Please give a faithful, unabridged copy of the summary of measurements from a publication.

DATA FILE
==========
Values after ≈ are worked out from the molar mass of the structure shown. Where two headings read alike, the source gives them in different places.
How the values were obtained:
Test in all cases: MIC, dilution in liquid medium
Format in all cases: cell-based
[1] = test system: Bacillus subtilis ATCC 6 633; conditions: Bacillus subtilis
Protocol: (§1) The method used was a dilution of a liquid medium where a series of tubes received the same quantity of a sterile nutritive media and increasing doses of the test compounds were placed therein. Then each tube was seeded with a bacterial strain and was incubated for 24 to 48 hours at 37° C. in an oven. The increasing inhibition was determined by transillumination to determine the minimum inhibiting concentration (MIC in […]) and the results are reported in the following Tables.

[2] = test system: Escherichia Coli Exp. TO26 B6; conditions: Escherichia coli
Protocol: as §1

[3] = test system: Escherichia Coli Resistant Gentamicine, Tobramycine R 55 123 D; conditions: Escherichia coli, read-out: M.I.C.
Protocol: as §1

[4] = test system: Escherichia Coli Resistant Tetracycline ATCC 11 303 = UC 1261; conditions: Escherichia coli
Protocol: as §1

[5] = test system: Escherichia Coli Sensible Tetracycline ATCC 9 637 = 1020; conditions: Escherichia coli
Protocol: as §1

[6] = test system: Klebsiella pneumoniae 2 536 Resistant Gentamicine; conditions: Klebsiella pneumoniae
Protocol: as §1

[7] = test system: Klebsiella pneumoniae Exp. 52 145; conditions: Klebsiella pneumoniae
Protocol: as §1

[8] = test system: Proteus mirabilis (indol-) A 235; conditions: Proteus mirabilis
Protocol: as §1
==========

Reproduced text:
Values after ≈ are worked out from the molar mass of the structure shown. Where two headings read alike, the source gives them in different places.
How the values were obtained:
Test in all cases: MIC, dilution in liquid medium
Format in all cases: cell-based
[1] = test system: Bacillus subtilis ATCC 6 633; conditions: Bacillus subtilis
Protocol: (§1) The method used was a dilution of a liquid medium where a series of tubes received the same quantity of a sterile nutritive media and increasing doses of the test compounds were placed therein. Then each tube was seeded with a bacterial strain and was incubated for 24 to 48 hours at 37° C. in an oven. The increasing inhibition was determined by transillumination to determine the minimum inhibiting concentration (MIC in […]) and the results are reported in the following Tables.

[2] = test system: Escherichia Coli Exp. TO26 B6; conditions: Escherichia coli
Protocol: as §1

[3] = test system: Escherichia Coli Resistant Gentamicine, Tobramycine R 55 123 D; conditions: Escherichia coli, read-out: M.I.C.
Protocol: as §1

[4] = test system: Escherichia Coli Resistant Tetracycline ATCC 11 303 = UC 1261; conditions: Escherichia coli
Protocol: as §1

[5] = test system: Escherichia Coli Sensible Tetracycline ATCC 9 637 = 1020; conditions: Escherichia coli
Protocol: as §1

[6] = test system: Klebsiella pneumoniae 2 536 Resistant Gentamicine; conditions: Klebsiella pneumoniae
Protocol: as §1

[7] = test system: Klebsiella pneumoniae Exp. 52 145; conditions: Klebsiella pneumoniae
Protocol: as §1

[8] = test system: Proteus mirabilis (indol-) A 235; conditions: Proteus mirabilis
Protocol: as §1